West Georgia Voices
Living with ADHD
By Justin Monsewicz
When was in second grade I was diagnosed with attention deficit hyperactivity disorder. I took medicine from the third to the fifth grade. But before I started middle school, my mother asked if I wanted to continue. I said no. I was tired of feeling as if I no longer had a personality. I felt like lifeless drone. I wasn’t an excited kid anymore; I was zombiefied -- staring blankly at the teacher as she taught the various lessons.
The trade off to not taking the medicine was a lack of focus. If I sat in the back of the class, I was easily distracted. When I sat in the front, the teacher could make me pay attention. My problems continued in high school: I spent long nights studying and working on projects. I scrambled to keep up with my classes. I graduated high school with a 2.89 GPA.
My first year at UWG meant getting used to the chaos of college life: new people, more classes, more school work. I was on my own now. Independent. But that also meant there was no one there to make sure I finished my work. The first fall and spring semesters meant more late nights just to stay afloat.
By the start of my second year, I knew I had to get back on my medicine. The change came rather quickly for me. The university’s Student Development Center (now the Counseling and Career Development Center) screened me and I was diagnosed with ADHD. Taking the medicine again was a huge adjustment for me. But this time I was aware of changes in my demeanor. After a few months, I was able to deal with the changes. I was also able to keep who I am intact. Since I began taking ADHD medicine again I’ve been able to focus on my studies and improve my GPA. It’s 3.12.
Some believe that it is possible to gain control over ADHD. I agree to a certain extent. But I do not think I would be able to succeed in college without the medicine. ADHD makes it hard for me to focus on one thing or to be organized. When I take my medicine, I can keep my thoughts, priorities and daily life organized. But if I don’t take my medicine, my thoughts and ideas become scrambled. My mind jumps from one thing to another. The focus on my studies falters. I just can’t get myself in order.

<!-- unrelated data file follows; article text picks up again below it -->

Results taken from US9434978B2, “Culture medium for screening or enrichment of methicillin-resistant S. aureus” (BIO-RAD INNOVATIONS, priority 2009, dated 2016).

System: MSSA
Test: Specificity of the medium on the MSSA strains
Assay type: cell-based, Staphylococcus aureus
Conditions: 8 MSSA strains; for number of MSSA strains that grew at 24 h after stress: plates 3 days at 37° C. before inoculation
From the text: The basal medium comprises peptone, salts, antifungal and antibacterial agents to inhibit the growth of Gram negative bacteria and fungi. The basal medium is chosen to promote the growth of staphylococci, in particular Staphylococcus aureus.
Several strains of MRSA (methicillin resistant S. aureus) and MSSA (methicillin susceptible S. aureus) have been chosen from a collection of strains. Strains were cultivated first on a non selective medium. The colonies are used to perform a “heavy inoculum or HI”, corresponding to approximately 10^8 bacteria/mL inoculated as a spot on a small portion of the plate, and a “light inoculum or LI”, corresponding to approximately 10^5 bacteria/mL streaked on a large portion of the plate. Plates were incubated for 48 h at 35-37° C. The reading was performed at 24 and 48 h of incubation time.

People tend to focus on the negatives that come with ADHD, but there are some positives. One of the greatest is my ability to think creatively and come up with solutions that don’t occur to others. My thought process tends to be rapid fire and constantly changing. I am able to run through scenarios, ideas and solutions faster than most. This also means that when I’m sharing ideas out loud, my thoughts can seem very random to others. It can make for funny conversations. But those conversations often lead to a lot of ideas and solutions.
Another positive of ADHD is that I tend to have a more excited and happy attitude. My mind is always going and so am I. I can get easily excited and distracted by things. Yes my friends tend to make the “Ooh, something shiny” joke around me, but I’m OK with it. Luckily, they’ve all been able to get used to my ADHD. They know me now. When we are talking I may look around, but I’m still listening.
What I consider to be not only a positive, but also a joy of having ADHD is that I am easily able to connect with children. My random thoughts and excited nature help me keep up with them. I can entertain them and make them laugh. In a way, ADHD is keeping me young.
Yes, living with ADHD is hard. But there are several upsides: creativity, happiness and a “kid-at-heart” playfulness. The chaos can be stressful. But the positives can be pure joy.
You just have to be willing to find them.
Justin is a senior, majoring in mass communications. He is president of the Public Relations Student Society of America at UWG and a student writer at UCM.
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